Kyrgyz militants, extremists to lose citizenship

By Erkin Kamalov


Participants of the forum 'The Future of Our Country Is in Our Hands: Say No to Extremism!' are shown in Bishkek, May 14. [Photo obtained by Erkin Kamalov]

BISHKEK -- A new law will increase the price that radicalised Kyrgyz pay for embracing terrorism and extremism.

President Almazbek Atambayev August 4 signed amendments to laws against terrorism and extremism. They enable the government to take away the citizenship of Kyrgyz who have embraced extremist choices like going to Syria to fight alongside militants.

The news comes at a time when authorities concede that more than 600 Kyrgyz are fighting in the Mideast.

Parliament approved the bill June 30 and relayed it to Atambayev for his final decision, his press office told Caravanserai.

Losing their citizenship

The bill that Atambayev signed amends a number of laws to expedite the deprivation of militants' citizenship. Any Kyrgyz convicted of extremism or terrorism and found to have fought in a foreign war will lose his or her citizenship.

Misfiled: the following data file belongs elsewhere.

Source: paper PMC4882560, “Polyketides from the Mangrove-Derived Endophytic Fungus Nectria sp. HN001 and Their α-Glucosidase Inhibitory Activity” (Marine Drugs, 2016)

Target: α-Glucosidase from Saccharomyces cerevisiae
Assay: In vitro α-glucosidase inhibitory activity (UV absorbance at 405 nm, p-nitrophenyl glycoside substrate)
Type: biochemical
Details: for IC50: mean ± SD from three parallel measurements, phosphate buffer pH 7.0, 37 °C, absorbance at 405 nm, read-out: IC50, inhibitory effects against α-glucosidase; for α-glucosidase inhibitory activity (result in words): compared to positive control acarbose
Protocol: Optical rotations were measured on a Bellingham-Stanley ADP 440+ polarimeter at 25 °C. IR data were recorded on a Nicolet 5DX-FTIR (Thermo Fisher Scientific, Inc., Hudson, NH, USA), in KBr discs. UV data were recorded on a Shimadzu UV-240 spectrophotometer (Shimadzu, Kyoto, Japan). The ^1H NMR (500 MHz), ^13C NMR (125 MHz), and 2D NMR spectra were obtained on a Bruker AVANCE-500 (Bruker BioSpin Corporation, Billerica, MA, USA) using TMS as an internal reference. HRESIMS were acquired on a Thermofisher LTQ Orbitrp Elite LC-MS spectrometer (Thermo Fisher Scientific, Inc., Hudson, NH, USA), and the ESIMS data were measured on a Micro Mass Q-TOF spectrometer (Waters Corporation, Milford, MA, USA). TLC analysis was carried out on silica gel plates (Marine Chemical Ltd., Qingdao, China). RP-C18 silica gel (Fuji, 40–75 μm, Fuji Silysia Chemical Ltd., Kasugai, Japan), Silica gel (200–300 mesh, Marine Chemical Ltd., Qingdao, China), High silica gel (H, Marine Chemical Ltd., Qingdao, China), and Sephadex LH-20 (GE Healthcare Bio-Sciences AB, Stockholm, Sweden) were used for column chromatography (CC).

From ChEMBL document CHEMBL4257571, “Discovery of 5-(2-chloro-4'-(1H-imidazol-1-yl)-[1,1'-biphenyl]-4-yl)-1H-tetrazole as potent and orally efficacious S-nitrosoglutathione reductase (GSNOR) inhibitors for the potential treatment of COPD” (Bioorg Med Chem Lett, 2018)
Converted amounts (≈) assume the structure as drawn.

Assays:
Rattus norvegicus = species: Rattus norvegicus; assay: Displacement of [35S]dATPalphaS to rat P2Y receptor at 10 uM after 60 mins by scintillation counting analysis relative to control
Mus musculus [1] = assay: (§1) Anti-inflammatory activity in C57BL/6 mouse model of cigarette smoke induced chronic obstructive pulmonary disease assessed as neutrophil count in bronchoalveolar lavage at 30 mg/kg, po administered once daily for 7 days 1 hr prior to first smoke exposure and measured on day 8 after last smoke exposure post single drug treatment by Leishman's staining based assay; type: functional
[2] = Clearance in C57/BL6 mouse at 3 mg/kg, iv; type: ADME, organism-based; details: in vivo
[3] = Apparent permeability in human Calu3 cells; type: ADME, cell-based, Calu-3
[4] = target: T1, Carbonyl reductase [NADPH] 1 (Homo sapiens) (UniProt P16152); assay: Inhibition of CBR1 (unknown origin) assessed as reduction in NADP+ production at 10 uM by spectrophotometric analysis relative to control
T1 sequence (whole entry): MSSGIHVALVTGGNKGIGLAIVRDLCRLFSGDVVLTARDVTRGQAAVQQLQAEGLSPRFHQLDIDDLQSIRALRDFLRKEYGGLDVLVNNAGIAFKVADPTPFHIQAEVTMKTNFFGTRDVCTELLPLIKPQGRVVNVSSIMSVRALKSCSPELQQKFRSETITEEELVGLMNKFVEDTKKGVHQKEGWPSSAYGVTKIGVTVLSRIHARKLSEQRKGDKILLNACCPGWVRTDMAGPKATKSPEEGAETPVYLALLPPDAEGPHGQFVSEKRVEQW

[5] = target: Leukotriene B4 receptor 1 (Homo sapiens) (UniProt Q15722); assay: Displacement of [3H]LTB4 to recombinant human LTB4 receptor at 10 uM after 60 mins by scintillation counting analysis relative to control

"These laws are entirely appropriate, considering we're talking about national security," Bishkek attorney Edil Eraliyev told Caravanserai.

The law was necessary because Kyrgyzstan "is becoming a space for prohibited organisations", Toktogul Kakchekeyev of Bishkek, director of the Association of Political Scientists of Kyrgyzstan, said at a news conference in Bishkek August 4.

About 600 Kyrgyz have joined the "Islamic State of Iraq and the Levant" (ISIL), according to the State National Security Committee (GKNB), Kakchekeyev said.

"I consider the law that our president signed to be timely," he added.

Individuals who try to recruit youth to form an Islamic state in Kyrgyzstan should not be worthy of calling themselves Kyrgyz, he said.

The situation with militants prompted the government to revise the citizenship law, Interior Ministry (MVD) spokesman Rysbek Momunkulov told Caravanserai.

"We need ways to pressure those who commit such crimes," he said.

A hoped-for deterrent

The citizenship reform will deter some would-be militants and help stop the exodus to Syria, Momunkulov predicted, adding Kyrgyz do not want to see extremist relatives lose their citizenship.

"Moreover ... those who transport minors to foreign wars will face criminal charges," he added.

Suiumkan Esenaliyeva, an instructor of social sciences and law at Bishkek Humanities University, similarly praised the law.

The reforms "will let us identify and conduct preventive work with the individuals who covertly promote extremism and terrorism", she said.

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